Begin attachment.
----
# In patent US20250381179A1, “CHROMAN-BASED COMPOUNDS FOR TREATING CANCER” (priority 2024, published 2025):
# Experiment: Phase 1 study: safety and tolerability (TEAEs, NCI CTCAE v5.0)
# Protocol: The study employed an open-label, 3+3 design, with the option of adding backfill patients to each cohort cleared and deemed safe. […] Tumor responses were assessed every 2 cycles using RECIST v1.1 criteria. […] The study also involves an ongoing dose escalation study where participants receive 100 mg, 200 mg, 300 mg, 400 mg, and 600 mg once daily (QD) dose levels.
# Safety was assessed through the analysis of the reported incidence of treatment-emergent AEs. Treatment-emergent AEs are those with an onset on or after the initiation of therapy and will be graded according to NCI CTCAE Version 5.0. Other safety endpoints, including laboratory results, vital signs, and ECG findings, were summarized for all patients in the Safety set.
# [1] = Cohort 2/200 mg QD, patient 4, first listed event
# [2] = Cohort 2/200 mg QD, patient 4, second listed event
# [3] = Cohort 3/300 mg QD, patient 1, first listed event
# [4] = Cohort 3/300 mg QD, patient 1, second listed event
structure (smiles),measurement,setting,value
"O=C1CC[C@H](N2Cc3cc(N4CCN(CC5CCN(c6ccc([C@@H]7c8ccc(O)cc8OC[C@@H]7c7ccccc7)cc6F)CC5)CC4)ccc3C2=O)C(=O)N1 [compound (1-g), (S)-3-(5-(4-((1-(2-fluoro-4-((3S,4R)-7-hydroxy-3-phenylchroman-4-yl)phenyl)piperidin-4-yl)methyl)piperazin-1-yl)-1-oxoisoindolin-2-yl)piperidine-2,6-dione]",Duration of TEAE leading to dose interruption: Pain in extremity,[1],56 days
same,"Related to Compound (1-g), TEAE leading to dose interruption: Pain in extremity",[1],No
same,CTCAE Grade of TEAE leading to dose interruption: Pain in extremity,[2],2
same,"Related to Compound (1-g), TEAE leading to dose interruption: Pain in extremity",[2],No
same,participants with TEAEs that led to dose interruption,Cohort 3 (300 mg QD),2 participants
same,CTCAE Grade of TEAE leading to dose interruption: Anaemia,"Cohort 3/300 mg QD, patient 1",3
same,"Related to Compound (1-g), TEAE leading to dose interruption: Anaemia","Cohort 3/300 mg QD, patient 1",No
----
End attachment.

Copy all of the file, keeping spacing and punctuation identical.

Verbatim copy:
# In patent US20250381179A1, “CHROMAN-BASED COMPOUNDS FOR TREATING CANCER” (priority 2024, published 2025):
# Experiment: Phase 1 study: safety and tolerability (TEAEs, NCI CTCAE v5.0)
# Protocol: The study employed an open-label, 3+3 design, with the option of adding backfill patients to each cohort cleared and deemed safe. […] Tumor responses were assessed every 2 cycles using RECIST v1.1 criteria. […] The study also involves an ongoing dose escalation study where participants receive 100 mg, 200 mg, 300 mg, 400 mg, and 600 mg once daily (QD) dose levels.
# Safety was assessed through the analysis of the reported incidence of treatment-emergent AEs. Treatment-emergent AEs are those with an onset on or after the initiation of therapy and will be graded according to NCI CTCAE Version 5.0. Other safety endpoints, including laboratory results, vital signs, and ECG findings, were summarized for all patients in the Safety set.
# [1] = Cohort 2/200 mg QD, patient 4, first listed event
# [2] = Cohort 2/200 mg QD, patient 4, second listed event
# [3] = Cohort 3/300 mg QD, patient 1, first listed event
# [4] = Cohort 3/300 mg QD, patient 1, second listed event
structure (smiles),measurement,setting,value
"O=C1CC[C@H](N2Cc3cc(N4CCN(CC5CCN(c6ccc([C@@H]7c8ccc(O)cc8OC[C@@H]7c7ccccc7)cc6F)CC5)CC4)ccc3C2=O)C(=O)N1 [compound (1-g), (S)-3-(5-(4-((1-(2-fluoro-4-((3S,4R)-7-hydroxy-3-phenylchroman-4-yl)phenyl)piperidin-4-yl)methyl)piperazin-1-yl)-1-oxoisoindolin-2-yl)piperidine-2,6-dione]",Duration of TEAE leading to dose interruption: Pain in extremity,[1],56 days
same,"Related to Compound (1-g), TEAE leading to dose interruption: Pain in extremity",[1],No
same,CTCAE Grade of TEAE leading to dose interruption: Pain in extremity,[2],2
same,"Related to Compound (1-g), TEAE leading to dose interruption: Pain in extremity",[2],No
same,participants with TEAEs that led to dose interruption,Cohort 3 (300 mg QD),2 participants
same,CTCAE Grade of TEAE leading to dose interruption: Anaemia,"Cohort 3/300 mg QD, patient 1",3
same,"Related to Compound (1-g), TEAE leading to dose interruption: Anaemia","Cohort 3/300 mg QD, patient 1",No